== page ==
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A Fast Evolutionary Algorithm for Real-Time Vehicle Detection

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A Fast Evolutionary Algorithm for Real-Time Vehicle Detection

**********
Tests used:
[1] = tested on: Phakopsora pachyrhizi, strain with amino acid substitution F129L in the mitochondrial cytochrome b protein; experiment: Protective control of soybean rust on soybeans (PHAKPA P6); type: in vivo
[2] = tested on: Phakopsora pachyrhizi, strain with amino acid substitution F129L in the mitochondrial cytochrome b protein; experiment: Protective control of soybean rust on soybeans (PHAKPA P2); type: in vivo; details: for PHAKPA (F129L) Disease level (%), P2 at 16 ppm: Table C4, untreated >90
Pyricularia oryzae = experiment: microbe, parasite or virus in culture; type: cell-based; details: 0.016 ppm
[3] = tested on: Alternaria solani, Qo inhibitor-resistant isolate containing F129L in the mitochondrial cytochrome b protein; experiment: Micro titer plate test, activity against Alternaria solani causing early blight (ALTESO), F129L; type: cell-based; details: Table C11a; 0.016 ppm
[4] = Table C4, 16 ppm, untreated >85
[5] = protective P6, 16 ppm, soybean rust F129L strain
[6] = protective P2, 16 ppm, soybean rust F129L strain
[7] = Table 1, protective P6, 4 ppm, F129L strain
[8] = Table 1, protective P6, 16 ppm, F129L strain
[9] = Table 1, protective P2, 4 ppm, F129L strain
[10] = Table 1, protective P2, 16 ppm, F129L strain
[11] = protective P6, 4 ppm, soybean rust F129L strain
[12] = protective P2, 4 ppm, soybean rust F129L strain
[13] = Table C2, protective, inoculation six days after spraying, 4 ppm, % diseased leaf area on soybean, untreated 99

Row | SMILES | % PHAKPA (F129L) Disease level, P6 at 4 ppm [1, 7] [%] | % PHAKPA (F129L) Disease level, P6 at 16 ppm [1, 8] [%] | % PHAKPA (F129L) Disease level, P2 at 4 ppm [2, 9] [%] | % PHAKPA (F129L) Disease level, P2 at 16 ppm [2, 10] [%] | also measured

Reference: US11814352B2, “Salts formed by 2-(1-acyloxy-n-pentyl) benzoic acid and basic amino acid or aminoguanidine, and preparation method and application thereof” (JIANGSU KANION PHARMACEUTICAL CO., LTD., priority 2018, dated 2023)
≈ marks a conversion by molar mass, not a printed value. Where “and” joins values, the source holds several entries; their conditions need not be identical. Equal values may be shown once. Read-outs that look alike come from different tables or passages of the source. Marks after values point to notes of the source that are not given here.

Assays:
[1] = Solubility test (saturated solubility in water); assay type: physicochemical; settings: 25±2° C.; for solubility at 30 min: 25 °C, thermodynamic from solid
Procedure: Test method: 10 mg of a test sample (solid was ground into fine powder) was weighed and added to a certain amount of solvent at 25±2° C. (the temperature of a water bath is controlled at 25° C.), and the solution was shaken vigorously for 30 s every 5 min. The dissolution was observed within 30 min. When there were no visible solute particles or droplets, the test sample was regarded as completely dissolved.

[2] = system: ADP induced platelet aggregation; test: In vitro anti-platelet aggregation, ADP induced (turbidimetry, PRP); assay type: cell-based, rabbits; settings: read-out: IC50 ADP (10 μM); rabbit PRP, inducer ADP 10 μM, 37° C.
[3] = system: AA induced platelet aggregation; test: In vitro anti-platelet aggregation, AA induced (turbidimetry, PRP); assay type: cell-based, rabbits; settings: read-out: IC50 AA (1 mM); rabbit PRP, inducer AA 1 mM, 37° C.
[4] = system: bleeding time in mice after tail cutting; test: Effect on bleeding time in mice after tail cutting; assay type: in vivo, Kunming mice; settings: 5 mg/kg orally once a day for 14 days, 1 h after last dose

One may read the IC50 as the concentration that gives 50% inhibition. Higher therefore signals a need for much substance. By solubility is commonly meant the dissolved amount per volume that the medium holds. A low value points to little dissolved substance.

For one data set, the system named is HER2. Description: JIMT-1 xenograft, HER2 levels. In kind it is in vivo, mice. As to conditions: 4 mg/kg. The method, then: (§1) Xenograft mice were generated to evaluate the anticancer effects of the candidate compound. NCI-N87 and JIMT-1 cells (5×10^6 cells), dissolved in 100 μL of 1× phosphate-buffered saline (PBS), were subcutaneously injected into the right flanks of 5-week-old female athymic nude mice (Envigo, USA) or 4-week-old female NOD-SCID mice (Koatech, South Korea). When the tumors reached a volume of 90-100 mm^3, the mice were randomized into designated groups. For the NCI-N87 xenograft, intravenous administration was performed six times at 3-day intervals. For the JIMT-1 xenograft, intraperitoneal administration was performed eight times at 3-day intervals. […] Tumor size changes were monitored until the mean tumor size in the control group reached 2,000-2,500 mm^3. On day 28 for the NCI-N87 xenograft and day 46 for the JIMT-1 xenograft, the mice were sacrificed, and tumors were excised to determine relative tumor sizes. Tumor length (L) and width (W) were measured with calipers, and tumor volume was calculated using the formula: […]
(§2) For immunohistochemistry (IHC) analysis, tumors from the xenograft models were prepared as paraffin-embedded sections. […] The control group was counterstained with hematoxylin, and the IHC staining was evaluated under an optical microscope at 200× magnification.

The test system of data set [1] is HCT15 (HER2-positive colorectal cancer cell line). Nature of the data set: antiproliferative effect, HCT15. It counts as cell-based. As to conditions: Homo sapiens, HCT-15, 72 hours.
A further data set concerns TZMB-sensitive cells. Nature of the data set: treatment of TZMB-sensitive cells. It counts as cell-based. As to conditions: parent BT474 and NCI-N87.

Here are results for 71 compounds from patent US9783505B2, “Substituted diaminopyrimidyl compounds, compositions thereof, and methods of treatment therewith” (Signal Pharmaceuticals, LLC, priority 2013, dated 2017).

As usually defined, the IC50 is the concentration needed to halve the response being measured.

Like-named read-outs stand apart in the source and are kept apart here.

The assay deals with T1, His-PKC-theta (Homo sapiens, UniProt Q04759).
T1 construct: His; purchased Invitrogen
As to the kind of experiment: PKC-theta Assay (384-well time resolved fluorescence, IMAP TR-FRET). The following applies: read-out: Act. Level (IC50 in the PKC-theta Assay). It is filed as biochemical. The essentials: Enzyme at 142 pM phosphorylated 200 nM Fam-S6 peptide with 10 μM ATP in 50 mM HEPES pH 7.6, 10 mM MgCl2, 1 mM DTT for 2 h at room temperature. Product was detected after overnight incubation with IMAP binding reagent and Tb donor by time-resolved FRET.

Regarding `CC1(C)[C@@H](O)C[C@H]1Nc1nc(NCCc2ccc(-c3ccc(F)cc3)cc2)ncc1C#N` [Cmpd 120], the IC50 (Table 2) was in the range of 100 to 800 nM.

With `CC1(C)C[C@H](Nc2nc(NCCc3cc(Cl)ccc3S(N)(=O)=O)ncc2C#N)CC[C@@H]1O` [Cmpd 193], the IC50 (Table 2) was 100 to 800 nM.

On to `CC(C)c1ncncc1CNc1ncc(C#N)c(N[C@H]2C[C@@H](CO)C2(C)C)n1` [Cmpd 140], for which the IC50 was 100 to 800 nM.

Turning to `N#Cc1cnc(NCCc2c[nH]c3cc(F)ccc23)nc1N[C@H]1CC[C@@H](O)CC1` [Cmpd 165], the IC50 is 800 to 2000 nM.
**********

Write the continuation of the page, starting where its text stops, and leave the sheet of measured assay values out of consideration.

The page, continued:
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  IEEE TRANSACTIONS ON VEHICULAR TECHNOLOGY, VOL. 62, NO. 6, JULY 2013 2453 A Fast Evolutionary Algorithm forReal-Time Vehicle Detection Vinh Dinh Nguyen, Thuy Tuong Nguyen, Dung Duc Nguyen, Sang Jun Lee, and Jae Wook Jeon,  Member, IEEE   Abstract —The evolutionary algorithm (EA) is an effectivemethodforsolvingvariousproblemsbecauseitcansearchthroughvery large search spaces and can quickly come to nearly opti-mal solutions. However, existing EA-based methods for vehicledetection cannot achieve high performance because their fitnessfunctionsdependonsensitiveinformation,suchasedgeorcolorin-formation on the preceding vehicle. This paper focuses on improv-ing the performance of existing evolutionary-based methods forvehicle detection by introducing an effective fitness function thatcan more accurately capture a vehicle’s information by combininga disparity map, edge information, and the position and motion of the preceding vehicle. The proposed method can detect multiplevehicles by using a turn-back genetic algorithm (GA) and can pre-vent false detection by using motion detection. Our fitness functionis designed in a typical manner along with the fitness parameters.These parameters are usually selected using heuristic methods,making the choice of optimal parameters difficult. Therefore,this paper proposes a new approach to estimating optimal fitnessparameters using EA and the least squares method. Robustnesstesting showed that the proposed method provides detection rate(DR) results close to those obtained using a state-of-the-art systemand outperforms other dominant vehicle-detection-based EAs.  Index Terms —Distance estimation, evolutionary algorithm(EA), stereo vision, vehicle detection. I. I NTRODUCTION I NTELLIGENT driving assistance systems offer importantadvantages, particularly in their ability to save lives bypreventing accidents. The key purpose of driving assistancesystems is to obtain traffic and road information, such as lanewidth [1], free space [2], vehicle distance [3], road surface [4], driving states of oncoming vehicles [5], and security margin[6]–[8]. This paper focuses on reducing accidents by detectingand estimating the distance to the preceding vehicles. Twomethods are currently used to estimate vehicle distance: usingonly vision sensors (e.g., cameras) or fusing vision sensorswith other sensors (e.g., radars) [9]. Both vehicle detection Manuscript received July 8, 2012; revised October 14, 2012 andDecember13,2012;acceptedJanuary14,2013.DateofpublicationJanuary25,2013; date of current version July 10, 2013. This work was supported in part bythe Korean Ministry of Knowledge Economy under Grant ITRC NIPA-2012-(H0301-12-3001) and in part by the National Research Foundation of Koreaunder Grant MEST(2012-0005861) through the Pilot Research CooperationProgram. The review of this paper was coordinated by Dr. A. Chatterjee.V. D. Nguyen, D. D. Nguyen, S. J. Lee, and J. W. Jeon are with the School of Information and Communication Engineering, Sungkyunkwan University, Su-won 440-746, South Korea (e-mail: vinhnd@skku.edu; nddunga3@skku.edu;vision.fpga@gmail.com; jwjeon@yurim.skku.ac.kr).T. T. Nguyen is with Image Mining Group, Institut Pasteur Korea, Seongnam463-400, Korea (e-mail: ntthuy@ip-korea.org).Color versions of one or more of the figures in this paper are available onlineat http://ieeexplore.ieee.org.Digital Object Identifier 10.1109/TVT.2013.2242910 and distance estimation (VDDE) using vision sensors are verychallenging due to the great deal of variability in vehicleappearance. Camera-only-based vehicle detection can be cate-gorized into two main techniques: monocular vision and stereovision. Monocular-vision-based techniques [10], [11] use priorknowledge of the vehicles in the image, such as symmetry,color, shadow, texture, vehicle light, vehicle motion, and therelationship between vehicle size and distance. Among stereo-vision-based method, disparity map and inverse perspectivemapping are two types used for vehicle detection in [12].Every intelligent driving assistance has shortcomings. Avehicle’s feature based on colors is usually not effective underthe varied illumination conditions of outdoor environments. Asystem based on symmetry, corners, or texture yields a highnumber of false positives in complex environments where thereare many clusters. Using shadow information on a precedingvehicle is unsuccessful under imperfect weather conditions. Adetection approach using horizontal and vertical edges dependson a number of thresholds that might impact performance.Both vehicle-motion-based and stereo-vision-based methodsare time-consuming. Moreover, stereo methods work well onlywhen the two cameras are strongly fixed on the vehicle andaccurately calibrated. It is difficult to ensure optimal conditionsin any on-road scenario. Recently, a few approaches to genetic-based methods for vehicle detection have been proposed. Themost common genetic algorithm (GA) for vehicle detectioninvolves randomly generating all possible vehicle candidates,each as a chromosome. Subsequently, all chromosomes con-tinue to evolve via natural selection and genetics until a finalsolution is obtained. Two dominant applications of evolutionaryalgorithms (EAs) for vehicle detection are proposed in [6]and [7]. Obstacles are detected based on a set of 3-D pointsgenerated on the surface of an obstacle in [6] or according toedge information in [7]. Genetic-based methods can detect ob-stacles on the road, but they are unable to address noise comingfrom the pavement, buildings, or surrounding environments. Inaddition, most genetic-based methods are time-consuming.Many vehicle detection methods have been proposed basedon features, learning, and motion, but few approaches to vehicledetection are based on EAs. The processing time and accuracyof the existing EAs [6], [7] are not appropriate for real-time sys- tems. This motivated us to develop a new system based on EA.In a previous study [8], we proposed a genetic-algorithm-basedmethod to sustain various types of driving noise. That methodcan detect and estimate the distance of any preceding vehiclewith high accuracy and a rapid processing time. However, themaindisadvantageofthatmethodisthatonlythevehicleclosestto the detection system can be detected. Thus, in this paper, we 0018-9545/$31.00 © 2013 IEEE  2454 IEEE TRANSACTIONS ON VEHICULAR TECHNOLOGY, VOL. 62, NO. 6, JULY 2013 focus on multiple vehicle detection using stereo vision and EA(SEA). This paper has two objectives. First, we present a brief review of stereo-based vehicle detection tools and their use indistance estimation applications. In the review, we concentrateon the common models, methods, system configurations, andfeatures of stereo-based VDDE systems. The second objectiveis to propose a system to overcome the shortcomings of currentVDDE systems. Additional abilities of the proposed systeminclude the following: 1) Its functionality works in differentillumination, complex environmental, and imperfect weatherconditions; 2) it improves computational speed by fusing thefield-programmable-gate-array-based (FPGA) stereo matchingimplementation with a fast central-processing-unit-based GA;3) it reduces the search space using V-disparity information;and 4) it automatically estimates the fitness parameters. Thedetails of these contributions are presented later.The remainder of this paper is organized as follows. Sec-tion II briefly reviews existing stereo-based VDDE systemsbased on several characteristics: stereo configuration, possiblerange, feature extraction, and evaluation of results. Section IIIdescribes the proposed genetic-algorithm-based VDDE system.Section IV presents the experimental results. This paper con-cludes in Section V.II. B RIEF  R EVIEW OF  S TEREO -V ISION -B ASED V EHICLE  D ISTANCE  E STIMATION  S YSTEMS The relatively few surveys that have been conducted inthe field of intelligent transportation have included excellentreports about vehicle detection [12], lane estimation [13], and vehicle speed measurement [14]. The work of one existingstudy [12] reviewed vision-based on-road vehicle detection sys-tems; however, it did not provide a detailed analysis of stereo-based systems or the stereo configuration. Surveys in the fieldof VDDE began in the year 2000, and much of the informationtherein is still active and relevant (including the first proposedsystem by the authors of the current study) due to the growth of efficient computer visiontechniques. Some ofthesystemssharecommon models, methods, configurations, and features. Othersystems have srcinated from diverse approaches to VDDE.The existing stereo-based VDDE systems have been presentedin terms of their characteristics, including their stereo config-urations, maximum detected distance (MDD), stereo match-ing, feature extraction, and evaluation of results. Most stereosystems have been evaluated by comparing their output to theactual distance [15]–[20] or using ground-truth data [21]. Most VDDE systems have followed four main stages: preprocess-ing, vehicle detection, vehicle tracking, and vehicle distanceestimation. Generally, the tasks required to estimate vehicledistance in the surveyed systems are as follows: 1) Setting upand calibrating the camera system; 2) obtaining successive leftand right images; 3) detecting and tracking preceding vehi-cles; and 4) estimating vehicle distance based on the obtainedstereo information. The main characteristics of stereo-basedVDDE systems are presented in the following, including theircommon assumptions and requirements, camera calibration andstereo matching techniques, and vehicle detection and trackingtechniques. Fig. 1. Possible detection ranges of our system with respect to four differentconfigurations (focal length f   and baseline b ).  A. Common Assumptions and Requirements 1) The camera system is securely fixed to the vehicle be-cause a very small change in camera position mightimpact the stereo results.2) The detection range is limited (e.g., 15–80 m) accordingto the various ranges of camera focal lengths.3) Vehicles travel either away from or toward the camerasystem.4) Various types of vehicles (cars, trucks, buses, and vans)are supported.5) Systems can deal with varying conditions, such as trafficand varying speeds in different lanes.6) Systems can deal with varying lighting conditions.7) Systems operate in real time.  B. Camera Calibration and Stereo Matching Camera calibration plays a crucial role in stereo-vision-basedsystems, particularly transportation systems. The accuracy of cameracalibrationdirectlyimpactstheestimateddistancetotheobject, and when an accurate camera calibration technique isapplied, the problem of the determining depth information fromtwo stereo images is substantially simplified. Most systems usecameras with focal lengths of 6 to 12 mm, and the baselinesvary from 15 to 150 cm. Fig. 1 shows the possible detectionrange of our system with respect to four different baselines andfocal lengths.The sum of absolute differences (SAD) and dynamic pro-gramming (DP) are the most common techniques for stereomatching in existing VDDE systems. DP has been efficientlyused in several prominent systems [16], [17] and, therefore, has the SAD-based method [21], [22]. The remaining VDDE systems use various matching methods, such as high-accuracystereo vision system for driving environments [3], mean-freecross-correlation function (KKFMF) [15], corner-feature-basedmatching [19], edge-feature-based matching [18], [23], the sum of squared differences [24], and line-segment-based matching[25]. For up-to-date systems based on graphic processing unit(GPU) and FPGA, other methods, such as belief propagation[26] or semiglobal matching (SGM) [27], can be implemented. Many modern systems are based on SGM to obtain high-qualitydisparitymapsupportingvehicle detection [5],[28]ortobuilda 3-Dmodelofobstaclesonrealroads[29].Incontrasttoexistingsystems, our system used census-based correlation due to itsrobustness for accommodating random noise within a matchingwindow. Moreover, the census transform uses bit-oriented costcomputation that is significant to FPGA implementation [30].  NGUYEN  et al. : FAST EA FOR REAL-TIME VEHICLE DETECTION 2455 C. Vehicle Detection and Tracking Many methods have been used to extract vehicle features fordetection and tracking. VDDE systems have srcinated fromdiverse feature detection approaches: 3-D points and edges areextracted and clustered in [15]–[17]; symmetry characteristicsare used in [17] and [20]; and edge features are another option for feature detection in [21] and [25]. In addition, lane recog- nition can be used [18]; therefore, vehicles can be effectivelydetected in their own lanes. After obtaining the characteristicsthat indicate vehicles, the next step is to estimate the move-ment of each individual vehicle. Image correlation and Kalmanfiltering are used in most systems due to their simplicity andeffectiveness. The image correlation technique measures thesimilarities between vehicles detected in the previous frame andthose in the current frame. A Kalman filter has been used topredict and smooth the distance estimates and to reject outliers[21], [23].To detect obstacle at short distances, [31] proposed a stereobox providing easy, fast, and reliable stereo obstacle detection.The fusion of radar and stereo vision was introduced to detecta vehicle and a railroad in [9]. Radar was used to limit thesearch space, and vehicles were detected based on the verticalsymmetry information in [9]. Recently, real-time dense stereomatching algorithms have become more and more popularin on-road applications because they can be implemented onFPGA or GPU. To handle a huge amount of stereo data, [29]introduced a middle level called Stixel World, which separatesthe pixel-based level and the object-based level. Stixel Worldis a flexible solution for modeling traffic situations in 3-D. Todetect a moving obstacle from a moving system, a segmen-tation of the dynamic Stixel World is proposed in [28]. Ina moving situation, the background subtraction method doesnot work well. Therefore, another algorithm also used is thesegmentation of dense scene flow [32], which is introduced in[33] to detect a moving object. In this approach, each pixel inthe image plane is modeled with motion likelihood, and themin-cut max-flow is used to solve the global optimal spatiallycoherent labeling. To detect and track multiple objects, [34] and[35] used an elevation map [4]. More recently, [36] has defined the occupancy grid to model and track a moving object in thedriving environment.In addition, many proposed methods (such as in [37] and[38])haveusedthemotionfromopticalflowtodetectprecedingobstacles. To detect moving obstacles in the case of partialocclusion of foreground or background, [39] introduced 6-Dvision by fusing 3-D position and 3-D motion.In sum, here, we examined the various techniques of existingstereo-based VDDE systems. It is important to look at the sur-veyed systems as a whole and to compare them with respect toperformancebasedonstereoconfigurationandmatching,possi-ble view ranges, features, result evaluations, and requirements.Table I summarizes and compares the existing stereo-basedVDDE systems, including our proposed system. The advan-tages and disadvantages of the existing systems are highlightedwithin our comparison and analysis. Although not all existingsystems are covered herein, the systems included for reviewsufficiently highlight the major characteristics in this field.III. V EHICLE  D ETECTION AND  D ISTANCE E STIMATION  B ASED ON  S TEREO  V ISIONAND  E VOLUTIONARY  A LGORITHMS Here, we describe the proposed SEA system using stereocameras, along with the proposed methods for vehicle detec-tion. To obtain more stable detection results, a simple trackingstrategy is also introduced. Two basic steps, i.e., hypothesisgeneration (HG) and hypothesis verification (HV), for on-roadvehicle detection were summarized in a previous report [12].The HG step is used to determine the location of the potentialobstacles. The HV step is used to remove the false detections.Our paper proposes a vehicle detection system that incorporatesthesetwosteps.Inadditiontoensuremorestableresults,weusepostprocessing and a simple tracking model. A block diagramof the proposed method is shown in Fig. 2. Our system usestwo main processes. The offline process consists of calibratingthe stereo camera and estimating the weighting constants of thefitness function. The online process is comprised of four mainstages: the disparity calculation, preprocessing [40], vehicledetection, and the extension process.  A. Stereo Camera Calibration and Stereo Matching First, we conducted calibration offline to determine intrinsiccamera parameters, such as the principal point and focal length.We applied the calibration method from [41], which was ef-fective with a chessboard at different view angles. Our camerasystem was calibrated with four different configurations basedon two focal lengths ( f   =  16 and 25 mm) and two baselines( b  =  35 and 60 cm). The proposed system uses FPGA-basedcensus correlation for stereo matching [30] because of advan-tages such as its robustness to accommodate random noisewithin a window and its efficient bit-oriented cost computation.Fig. 3 shows our model with a chessboard, three cameras  ( f   = 25 mm ) , and the FPGA and PC systems.  B. Vehicle Candidate Detection Based on SEA Here, we introduce a new EA-based algorithm for detectingvehicle candidates. First, a chromosome structure was intro-duced to represent a vehicle candidate. The possible chromo-somes were then generated inside the region of interest (ROI)in the left image. Second, the fitness function was designed toestimate the fitness value of each chromosome. Tournamentselection and tournament crossover were then performed to se-lect and generate strong chromosomes for the next generation.Finally, after reaching the terminal condition, the strongestchromosomes surviving were considered as real vehiclecandidates. 1) Chromosome Structure:  Selecting an appropriate geno-type representation is critical work for reducing the processingtime of an EA. Three genotype representations commonly usedin GAs and genetic programming are string, matrix, and treestructures [42]. This paper proposes a chromosome structurebased on the string representation because it is flexible andallowsustoeasilyextendthechromosomesize.Thephenotypictrait of a chromosome has a rectangular shape, as shown in  2456 IEEE TRANSACTIONS ON VEHICULAR TECHNOLOGY, VOL. 62, NO. 6, JULY 2013 TABLE IC OMPARISON OF  S TEREO -V ISION -B ASED  VDDE S YSTEMS Fig. 2. Flowchart of our proposed system based on the general vehicledetection strategy [12]. Fig. 4(a). Each chromosome is organized by four genes, asshown in Fig. 4(b).  G ( i ) ux  and  G ( i ) uy  represent the  x -coordinateand the  y -coordinate of the  i th chromosome’s upper left corner,respectively, whereas  G ( i ) lx  and  G ( i ) ly  represent the  x -coordinate Fig. 3. Proposed system with two charge-coupled device cameras, a chess-board, an FPGA board, and a PC for stereo camera calibration.Fig. 4. (a) Initial population based on a Gaussian process. (b) Chromosomestructure.  NGUYEN  et al. : FAST EA FOR REAL-TIME VEHICLE DETECTION 2457 and the  y -coordinate of the  i th chromosome’s lower rightcorner, respectively. 2) Initial Population:  The population of chromosomes rep-resenting vehicle candidates is randomly initialized within theregion of the left image as x ci  = x i  + w ci,x y ci  = y i  + w ci,y  (1)where  ( x ci ,y ci )  is the position of the upper left corner of thechromosome at time index  i ,  ( x i ,y i )  is the position of theimage’s center, and  w ci,x  and  w ci,y  are zero-mean Gaussianprocesses with standard deviations of   σ cx  and  σ cy , respectively.Experimental results show that suitable width and height valuesof the initial rectangle are 20 and 15 pixels, respectively. Theseparameters were determined by measuring the width and heightin pixels of a sample vehicle at 140 m. After generating thepopulation, the EA needs a fitness function to evaluate whichchromosome is stronger in natural competition. 3) Fitness Evaluation:  Reference [6] proposed obstacle de-tection based on an evolutionary method. The fitness functionwas designed based on color information in the left and rightimages. However, it is very difficult to ensure that the same con-ditions exist for two cameras due to brightness differences orimagedevice changes inrealscenes.Meanwhile, [7]proposed amethod to detect a preceding vehicle based on a GA by solvingthe correspondence problem based on edge information in theleft and right images. However, that method can easily lead tofalse detections when multiple obstacles appear on the road be-cause the fitness function is sensitive to edge information frombuildings, trees, traffic, and other sights. Moreover, the fitnessfunction’s coefficients were heuristically designed and cannotguarantee that the method can obtain the optimal solution undervarious road conditions. Motivated by these two approaches,our proposed fitness function incorporates robust features, suchas edge information, disparity information, vehicle positionrelated to the image center, and vehicle motion. These featuresguarantee that our proposed method can address various roadconditions and obtain better results than existing EA methods.The fitness of an individual in a GA is given by the valueof an objective function for its phenotype. To apply the ideaof EA in the vehicle detection problem, the fitness functionhas to be designed to capture the vehicle’s features, assumingthat the disparity inside the vehicle region is homogenous. Thefirst feature for the chromosome was the disparity error locatedinside the chromosome’s region. The chromosome’s regionwas determined by mapping chromosomes into the disparitymap. This feature helped us to decrease the fitness values of chromosomes located in nonhomogenous regions, such as theroadsurfaceor trees.Anonhomogenous disparityregion occursdue to the quality of stereo matching results in real scenes. Thedisparity error is then described as follows: G ( i,t )de  =  1 w ( i,t ) h ( i,t )  w ( i,t ) h ( i,t ) − h ( i,t )  j =0 w ( i,t )  k =0 d (  j,k,t )  (2) Fig. 5. (Left) Edge view of a sample chromosome. (Right) Chromosomefeatures based on edge information. where  w ( i,t ) and  h ( i,t ) are the width and height of   i  chro-mosome at time index  t , respectively. The auxiliary function d (  j,k,t )  is defined as follows: d ( i,j,t ) =  1 ,  if   d v ( i,j,t ) =  D ( i,t ) v 0 ,  if   d v ( i,j,t )   =  D ( i,t ) v (3)where  d v ( i,j,t )  is the disparity value at position  ( i,j )  andtime index  t , and  D ( i,t ) v  is the dominant disparity value in-side the chromosome’s region. The dominant disparity wasthe disparity value with the highest occurrence located insidethe chromosome’s region. After analyzing various shapes of vehicles appearing along the road, we realized that the fourcorners of a vehicle could be used to distinguish vehicles fromother objects. Therefore, the second feature of the chromosomeis the density of the edge pixels along the left, right, top, andbottom sides of the  i th chromosome after applying Canny edgedetection. The density of edge pixels along these sides can becalculated as follows: G ( i,t ) l  =  1 ( 2 η + 1 ) h ( i,t ) h ( i,t )  j =0 η  k = − η I  eg  G ( i,t ) uy  +  j,G ( i,t ) ux  + k   (4) G ( i,t ) r  =  1 ( 2 η + 1 ) h ( i,t ) h ( i,t )  j =0 η  k = − η I  eg  G ( i,t ) uy  +  j,G ( i,t ) lx  + k   (5) G ( i,t )to  =  1 ( 2 γ  + 1 ) w ( i,t ) γ   j = − γ w ( i,t )  k =0 I  eg  G ( i,t ) uy  +  j,G ( i,t ) ux  + k   (6) G ( i,t ) b  =  1 ( 2 γ  + 1 ) w ( i,t ) γ   j = − γ w ( i,t )  k =0 I  eg  G ( i,t ) ly  +  j,G ( i,t ) ux  + k   (7)where  G ( i,t ) l  ,  G ( i,t ) r  ,  G ( i,t )to  , and  G ( i,t ) b  are the density of edgepixels along the left, right, top, and bottom sides, respectively,of the  i th chromosome at time index  t ;  I  eg ( i,j )  is the intensityvalue at pixel  ( i,j )  in the edge image; η  is the expected width of the left and right sides (in pixels); and  γ   is the expected heightofthetopandbottom sides(inpixels).Weuse η  =  γ   =  1inthispaper. A visual view of the second feature of the chromosomeis shown in Fig. 5. Thus, if the chromosome were locatedalong the corner of the vehicle region, the fitness value wouldbe higher than that for other regions. In addition, a precedingvehicle can be dangerous when it is located near our system.Therefore, the third feature of the chromosome is the distancefrom the camera system to the  i th chromosome, based on thedisparity information. This feature increased the fitness value